The Democratic Left Federation (DLF)—a union comprising three radical leftist Moroccan parties: the United Socialist Party (PSU), the Democratic Socialist Vanguard Party (PADS), and the National Ittihadi Congress (CNI)—announced last year that it would enter the upcoming local and parliamentary elections in Morocco. Despite this initial announcement, many doubted they would participate, as the existing political parties law forbade unions from running on union lists. But on May 15 the Council of Ministers approved the revised version the DLF had demanded, allowing party unions to participate in elections on joint lists. Yet while this ends these radical leftist parties’ boycott of Moroccan elections at the moment, their participation is unlikely to ensure significant gains.
The traditional parties on the far left, with the exception of the CNI, had previously refused to participate in the early elections held on November 25, 2011, the first after Morocco adopted new constitutional amendments. PADS and PSU, along with the Democratic Way party, boycotted because they believed that the new constitution would result in a subservient government and that nothing has changed in regards to elections. The Democratic Way, the most extreme of the radical leftist parties, has remained firm in its stance, claiming participation would grant legitimacy to a process it views as fraudulent. Yet while most of these parties’ reasons for boycotting the political process in 2011 have not changed, the DLF has reconsidered its position and will take part in elections. It now believes the moment is crucial and that a permanent boycott would leave leftist seats vacant—to be filled by a sham parliamentary opposition led by coopted parties.
Although the birth of the DLF in January 2014 initially renewed hopes that leftist forces might unify in Morocco, this alliance may have been intended to differentiate these political forces from the Democratic Way and its positions, which the DLF views as nihilist. Some fear that this alliance is merely an electoral gambit driven by these parties’ fear of being isolated if they do not maintain their boycott on institutional participation. In the context of the so-called democratic struggle (in both the institutional and popular sense), ending their boycott is ideologically consistent. The choice to boycott was a tactical and provisional one, not a permanent choice—these parties previously participated in some elections and boycotted others.
Yet while the DLF is in agreement regarding the need to end their boycott, there may not be a consensus among these parties’ bases about what they want from the alliance and the participation. After the 2011 election, PSU and PADS have come to rethink their boycott, which left them further isolated and detached. The DLF parties are hoping participating in the elections will reconnect them with citizens and serve as a means to explain their choices, programs, and plans. Yet participation also runs the risk of exposing the weakness of these parties. The parties remain mired in organizational problems, they have not built any social base that can support them in elections, and failure to win enough seats for a parliamentary team will only widen their internal divisions. After boycotting the elections for so long, few believe in and support them, and their chances of winning enough seats remain very small. Furthermore, because their positions and views are not in line with those of the reformist leftist parties, they are unlikely to operate and coordinate with other parties. Even if they obtain a few seats, the DLF would be further isolated and lose influence to the larger leftist parties. Supporters of this view feel the parties should prioritize rebuilding networks and addressing internal problems before entering any election.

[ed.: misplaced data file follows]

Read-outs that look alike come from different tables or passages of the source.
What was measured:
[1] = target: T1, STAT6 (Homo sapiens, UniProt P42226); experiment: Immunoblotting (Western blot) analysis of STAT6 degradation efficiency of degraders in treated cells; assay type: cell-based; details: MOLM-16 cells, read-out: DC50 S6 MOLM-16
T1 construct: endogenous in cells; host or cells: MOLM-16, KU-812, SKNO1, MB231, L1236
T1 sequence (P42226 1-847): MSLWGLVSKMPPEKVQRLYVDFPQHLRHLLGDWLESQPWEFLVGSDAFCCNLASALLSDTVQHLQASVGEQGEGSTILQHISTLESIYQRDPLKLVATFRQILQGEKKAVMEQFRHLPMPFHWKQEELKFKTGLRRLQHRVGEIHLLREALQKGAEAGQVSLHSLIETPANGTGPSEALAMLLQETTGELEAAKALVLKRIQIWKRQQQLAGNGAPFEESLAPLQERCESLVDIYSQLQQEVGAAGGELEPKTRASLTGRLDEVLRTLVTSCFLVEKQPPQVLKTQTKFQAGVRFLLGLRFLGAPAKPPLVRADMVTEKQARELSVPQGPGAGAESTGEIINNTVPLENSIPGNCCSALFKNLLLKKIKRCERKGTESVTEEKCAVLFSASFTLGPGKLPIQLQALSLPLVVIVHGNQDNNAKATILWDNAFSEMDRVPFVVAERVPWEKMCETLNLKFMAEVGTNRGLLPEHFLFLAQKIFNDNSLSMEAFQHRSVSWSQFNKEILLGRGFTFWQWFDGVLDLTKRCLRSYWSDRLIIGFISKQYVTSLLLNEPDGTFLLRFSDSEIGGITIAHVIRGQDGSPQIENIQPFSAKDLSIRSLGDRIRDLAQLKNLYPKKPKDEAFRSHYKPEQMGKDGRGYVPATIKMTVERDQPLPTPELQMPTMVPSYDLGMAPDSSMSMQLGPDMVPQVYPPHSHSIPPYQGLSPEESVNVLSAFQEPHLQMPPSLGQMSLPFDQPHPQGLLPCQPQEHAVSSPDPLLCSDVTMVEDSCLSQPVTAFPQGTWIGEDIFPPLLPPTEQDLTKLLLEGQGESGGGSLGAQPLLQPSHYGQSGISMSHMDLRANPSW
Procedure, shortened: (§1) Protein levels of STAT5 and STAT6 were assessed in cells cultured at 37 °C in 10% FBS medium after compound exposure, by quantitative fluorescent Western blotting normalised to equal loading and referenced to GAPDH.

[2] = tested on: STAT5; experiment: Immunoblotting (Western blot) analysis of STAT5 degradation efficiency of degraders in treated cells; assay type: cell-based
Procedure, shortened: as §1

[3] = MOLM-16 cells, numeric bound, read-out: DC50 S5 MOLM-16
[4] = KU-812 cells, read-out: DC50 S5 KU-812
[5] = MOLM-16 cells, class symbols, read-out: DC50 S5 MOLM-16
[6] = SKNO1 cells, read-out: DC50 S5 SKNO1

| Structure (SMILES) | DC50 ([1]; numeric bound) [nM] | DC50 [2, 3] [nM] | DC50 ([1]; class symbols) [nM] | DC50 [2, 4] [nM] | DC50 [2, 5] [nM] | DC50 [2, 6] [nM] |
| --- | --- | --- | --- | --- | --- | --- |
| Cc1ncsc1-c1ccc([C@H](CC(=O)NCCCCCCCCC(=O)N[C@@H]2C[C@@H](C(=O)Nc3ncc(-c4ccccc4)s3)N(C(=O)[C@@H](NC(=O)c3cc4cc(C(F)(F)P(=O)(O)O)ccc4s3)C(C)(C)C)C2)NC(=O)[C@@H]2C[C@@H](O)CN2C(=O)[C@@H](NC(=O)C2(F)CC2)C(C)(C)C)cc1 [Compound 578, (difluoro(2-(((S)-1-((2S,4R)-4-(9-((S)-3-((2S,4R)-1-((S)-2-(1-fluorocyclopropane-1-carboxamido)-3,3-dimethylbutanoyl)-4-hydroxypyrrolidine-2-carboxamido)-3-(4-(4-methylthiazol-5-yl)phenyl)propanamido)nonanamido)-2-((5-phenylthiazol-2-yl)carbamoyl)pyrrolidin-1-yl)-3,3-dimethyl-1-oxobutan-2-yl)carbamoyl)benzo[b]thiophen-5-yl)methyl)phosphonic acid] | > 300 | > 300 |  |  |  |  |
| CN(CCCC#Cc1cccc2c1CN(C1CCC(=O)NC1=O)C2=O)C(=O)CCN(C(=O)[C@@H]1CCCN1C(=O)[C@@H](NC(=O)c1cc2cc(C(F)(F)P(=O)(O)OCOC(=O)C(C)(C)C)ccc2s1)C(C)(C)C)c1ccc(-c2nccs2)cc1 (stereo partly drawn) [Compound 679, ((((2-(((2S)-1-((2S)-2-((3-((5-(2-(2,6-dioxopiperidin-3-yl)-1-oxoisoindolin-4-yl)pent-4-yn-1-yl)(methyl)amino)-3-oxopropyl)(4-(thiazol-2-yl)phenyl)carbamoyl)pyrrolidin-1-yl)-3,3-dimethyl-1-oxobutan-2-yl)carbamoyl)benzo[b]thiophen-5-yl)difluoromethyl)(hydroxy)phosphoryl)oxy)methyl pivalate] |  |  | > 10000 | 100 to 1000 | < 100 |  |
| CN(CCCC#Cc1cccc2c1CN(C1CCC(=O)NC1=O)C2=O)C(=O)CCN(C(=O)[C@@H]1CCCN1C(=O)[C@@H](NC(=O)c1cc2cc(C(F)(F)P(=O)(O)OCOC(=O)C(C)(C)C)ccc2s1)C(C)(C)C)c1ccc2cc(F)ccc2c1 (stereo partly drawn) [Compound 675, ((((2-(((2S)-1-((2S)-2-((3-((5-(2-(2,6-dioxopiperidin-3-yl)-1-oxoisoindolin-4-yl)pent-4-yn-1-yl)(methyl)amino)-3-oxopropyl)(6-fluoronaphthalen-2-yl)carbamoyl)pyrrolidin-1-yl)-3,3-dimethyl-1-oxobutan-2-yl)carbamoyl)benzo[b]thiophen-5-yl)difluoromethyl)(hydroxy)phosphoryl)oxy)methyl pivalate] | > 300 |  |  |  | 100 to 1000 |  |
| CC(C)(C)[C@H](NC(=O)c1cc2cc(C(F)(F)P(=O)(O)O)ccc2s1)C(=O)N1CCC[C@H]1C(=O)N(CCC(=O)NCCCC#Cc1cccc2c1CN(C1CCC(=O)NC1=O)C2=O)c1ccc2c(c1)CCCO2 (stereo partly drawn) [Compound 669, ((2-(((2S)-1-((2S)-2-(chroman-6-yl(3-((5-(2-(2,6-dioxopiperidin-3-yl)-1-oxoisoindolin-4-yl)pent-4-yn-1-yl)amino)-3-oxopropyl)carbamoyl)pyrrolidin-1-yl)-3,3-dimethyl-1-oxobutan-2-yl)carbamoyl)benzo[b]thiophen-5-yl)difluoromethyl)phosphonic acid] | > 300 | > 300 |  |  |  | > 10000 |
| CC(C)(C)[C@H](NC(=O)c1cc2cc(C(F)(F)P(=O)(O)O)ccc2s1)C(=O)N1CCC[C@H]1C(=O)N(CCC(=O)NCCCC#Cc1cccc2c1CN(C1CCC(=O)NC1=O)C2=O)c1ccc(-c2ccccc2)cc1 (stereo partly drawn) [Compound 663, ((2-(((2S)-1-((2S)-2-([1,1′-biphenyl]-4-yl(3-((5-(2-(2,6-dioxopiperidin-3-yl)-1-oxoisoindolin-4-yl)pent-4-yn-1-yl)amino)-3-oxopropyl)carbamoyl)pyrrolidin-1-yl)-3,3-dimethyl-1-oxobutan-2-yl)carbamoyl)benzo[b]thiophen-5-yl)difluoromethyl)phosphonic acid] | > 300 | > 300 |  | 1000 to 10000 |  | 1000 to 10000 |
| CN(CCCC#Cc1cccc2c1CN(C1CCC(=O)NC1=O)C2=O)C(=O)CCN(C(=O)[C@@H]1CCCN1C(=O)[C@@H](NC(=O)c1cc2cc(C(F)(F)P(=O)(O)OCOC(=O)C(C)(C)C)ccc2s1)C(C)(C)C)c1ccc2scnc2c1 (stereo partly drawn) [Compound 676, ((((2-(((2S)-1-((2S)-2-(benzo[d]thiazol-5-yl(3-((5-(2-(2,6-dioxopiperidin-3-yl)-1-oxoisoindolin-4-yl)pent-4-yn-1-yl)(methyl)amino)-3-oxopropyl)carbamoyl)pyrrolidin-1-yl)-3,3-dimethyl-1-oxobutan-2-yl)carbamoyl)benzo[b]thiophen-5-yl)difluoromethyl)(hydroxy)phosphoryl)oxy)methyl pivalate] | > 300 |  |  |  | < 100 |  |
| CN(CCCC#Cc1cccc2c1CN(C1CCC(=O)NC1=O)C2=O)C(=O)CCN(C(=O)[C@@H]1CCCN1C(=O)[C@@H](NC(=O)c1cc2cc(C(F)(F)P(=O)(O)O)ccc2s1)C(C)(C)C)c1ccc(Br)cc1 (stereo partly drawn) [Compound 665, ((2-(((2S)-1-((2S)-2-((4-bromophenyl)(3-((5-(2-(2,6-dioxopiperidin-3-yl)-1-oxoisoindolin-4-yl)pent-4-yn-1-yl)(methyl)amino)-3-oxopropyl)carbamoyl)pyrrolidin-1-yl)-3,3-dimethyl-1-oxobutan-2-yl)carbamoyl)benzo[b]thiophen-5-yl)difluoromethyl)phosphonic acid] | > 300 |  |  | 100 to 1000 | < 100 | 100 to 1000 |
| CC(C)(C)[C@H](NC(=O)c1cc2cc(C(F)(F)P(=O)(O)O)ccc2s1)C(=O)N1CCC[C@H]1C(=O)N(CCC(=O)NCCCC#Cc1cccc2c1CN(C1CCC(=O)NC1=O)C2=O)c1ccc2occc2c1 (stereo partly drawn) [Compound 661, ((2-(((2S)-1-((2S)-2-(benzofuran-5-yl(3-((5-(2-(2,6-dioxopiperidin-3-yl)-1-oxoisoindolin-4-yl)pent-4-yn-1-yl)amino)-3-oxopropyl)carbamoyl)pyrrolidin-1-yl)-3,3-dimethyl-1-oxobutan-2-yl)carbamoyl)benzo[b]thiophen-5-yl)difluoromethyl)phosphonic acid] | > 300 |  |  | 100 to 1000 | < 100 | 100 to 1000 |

But many within the three parties see the elections as an important way to determine their real weight and support among Moroccans. The DLF is not betting on immediate electoral success but wants to use this year’s elections to build up popular support that could enable it to obtain better results in future elections. Through participating, the DLF would at least be able to find a foothold in the electoral scene, mobilize the support of new groups, and win the sympathy of undecided voters, thus forming a potential popular base.
However, these parties have yet to provide clear explanations to this potential voter base for how participating in elections will achieve the goals listed in their founding charter—most notably transitioning to a parliamentary monarchy system, building a democratic civil state, and achieving social justice. They have set conditions for their participation, including the release of all political prisoners, an end to the harassment of human rights associations, the formation of an independent national authority to oversee elections, and the preparation of new electoral lists. Although these have not yet been achieved, nor are they likely to be before elections, the general inclination within the DLF appears to support participation regardless.
Any current among the Moroccan far-left factions that chooses to participate in the elections will face a number of challenges, most notably how to translate its call for opposition and resistance into electoral votes that will allow them to change the balance of power. The DLF alliance knows this task is difficult, and they are unlikely to exceed the six seats the three parties collectively secured in the 2007 parliamentary elections. And many within the DLF parties fear participating in the elections will only entrench their status as a minority, while boycotting renders them intellectual clubs—not political parties—that merely organize seminars and symposia.
This article is reprinted with permission from Sada. It can be accessed online at: http://carnegieendowment.org/sada/2015/05/19/moroccan-left-s-dilemma/i8qo
This article was translated from Arabic.